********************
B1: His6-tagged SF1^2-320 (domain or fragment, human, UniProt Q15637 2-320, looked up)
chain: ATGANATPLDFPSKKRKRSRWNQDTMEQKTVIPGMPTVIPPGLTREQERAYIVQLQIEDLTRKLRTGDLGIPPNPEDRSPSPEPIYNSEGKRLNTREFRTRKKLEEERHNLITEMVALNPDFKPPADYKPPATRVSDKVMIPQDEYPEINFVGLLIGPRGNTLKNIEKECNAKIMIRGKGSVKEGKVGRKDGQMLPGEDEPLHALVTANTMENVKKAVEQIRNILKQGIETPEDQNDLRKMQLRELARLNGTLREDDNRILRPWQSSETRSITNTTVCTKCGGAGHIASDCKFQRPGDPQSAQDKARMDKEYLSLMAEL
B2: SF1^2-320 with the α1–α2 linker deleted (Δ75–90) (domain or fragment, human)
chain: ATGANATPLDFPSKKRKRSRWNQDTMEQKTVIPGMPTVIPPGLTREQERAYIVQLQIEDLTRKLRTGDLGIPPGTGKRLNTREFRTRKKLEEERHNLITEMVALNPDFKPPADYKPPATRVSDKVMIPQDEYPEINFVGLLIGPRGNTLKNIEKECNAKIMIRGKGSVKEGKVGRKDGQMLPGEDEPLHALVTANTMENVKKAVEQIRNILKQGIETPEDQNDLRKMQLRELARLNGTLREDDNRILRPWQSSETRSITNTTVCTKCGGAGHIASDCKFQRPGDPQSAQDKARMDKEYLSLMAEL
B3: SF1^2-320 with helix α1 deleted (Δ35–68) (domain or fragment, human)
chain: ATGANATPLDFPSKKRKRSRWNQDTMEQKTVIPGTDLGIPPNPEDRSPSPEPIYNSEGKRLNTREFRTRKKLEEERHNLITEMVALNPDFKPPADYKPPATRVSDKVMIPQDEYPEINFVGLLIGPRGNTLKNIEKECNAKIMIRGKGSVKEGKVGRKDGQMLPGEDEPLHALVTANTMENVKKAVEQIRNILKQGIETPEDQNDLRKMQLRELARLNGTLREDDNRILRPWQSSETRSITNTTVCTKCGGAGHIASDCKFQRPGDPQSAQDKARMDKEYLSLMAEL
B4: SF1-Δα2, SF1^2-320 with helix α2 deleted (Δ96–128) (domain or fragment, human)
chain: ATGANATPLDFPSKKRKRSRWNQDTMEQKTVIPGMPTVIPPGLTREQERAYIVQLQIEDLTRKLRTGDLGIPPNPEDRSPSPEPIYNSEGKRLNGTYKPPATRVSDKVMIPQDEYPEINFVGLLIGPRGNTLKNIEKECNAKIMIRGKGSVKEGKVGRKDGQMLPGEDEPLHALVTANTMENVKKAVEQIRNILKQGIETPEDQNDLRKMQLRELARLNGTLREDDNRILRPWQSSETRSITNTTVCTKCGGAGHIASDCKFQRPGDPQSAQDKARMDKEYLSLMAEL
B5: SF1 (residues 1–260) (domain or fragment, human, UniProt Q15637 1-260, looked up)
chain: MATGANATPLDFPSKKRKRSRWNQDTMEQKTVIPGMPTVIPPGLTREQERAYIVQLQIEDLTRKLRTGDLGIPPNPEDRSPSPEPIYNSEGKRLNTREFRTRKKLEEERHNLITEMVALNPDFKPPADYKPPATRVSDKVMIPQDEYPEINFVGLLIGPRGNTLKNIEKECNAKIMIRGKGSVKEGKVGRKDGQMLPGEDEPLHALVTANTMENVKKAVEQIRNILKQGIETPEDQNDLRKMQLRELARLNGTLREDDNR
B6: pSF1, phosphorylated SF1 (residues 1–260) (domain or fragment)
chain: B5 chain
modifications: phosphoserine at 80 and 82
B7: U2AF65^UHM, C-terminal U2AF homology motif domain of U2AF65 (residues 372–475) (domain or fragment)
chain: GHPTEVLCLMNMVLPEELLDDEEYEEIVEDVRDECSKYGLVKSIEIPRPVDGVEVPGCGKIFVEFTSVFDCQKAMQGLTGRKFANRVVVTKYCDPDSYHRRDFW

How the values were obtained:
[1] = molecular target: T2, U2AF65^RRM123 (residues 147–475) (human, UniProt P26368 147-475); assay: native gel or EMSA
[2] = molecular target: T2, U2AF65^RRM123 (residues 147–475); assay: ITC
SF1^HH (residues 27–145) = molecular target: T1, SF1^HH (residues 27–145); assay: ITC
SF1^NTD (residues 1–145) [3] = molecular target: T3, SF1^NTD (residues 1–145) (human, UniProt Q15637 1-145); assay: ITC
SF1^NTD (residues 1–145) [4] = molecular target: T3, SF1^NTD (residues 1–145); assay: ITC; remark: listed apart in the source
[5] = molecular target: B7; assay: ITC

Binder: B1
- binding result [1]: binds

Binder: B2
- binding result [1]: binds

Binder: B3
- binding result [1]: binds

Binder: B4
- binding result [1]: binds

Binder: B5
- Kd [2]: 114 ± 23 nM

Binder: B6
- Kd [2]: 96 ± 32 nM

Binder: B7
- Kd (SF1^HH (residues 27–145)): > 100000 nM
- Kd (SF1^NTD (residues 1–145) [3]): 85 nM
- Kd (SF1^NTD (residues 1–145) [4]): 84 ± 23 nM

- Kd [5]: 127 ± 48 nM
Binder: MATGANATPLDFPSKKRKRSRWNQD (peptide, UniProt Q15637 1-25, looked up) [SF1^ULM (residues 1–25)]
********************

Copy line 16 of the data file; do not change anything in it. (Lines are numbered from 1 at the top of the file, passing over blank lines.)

How the values were obtained: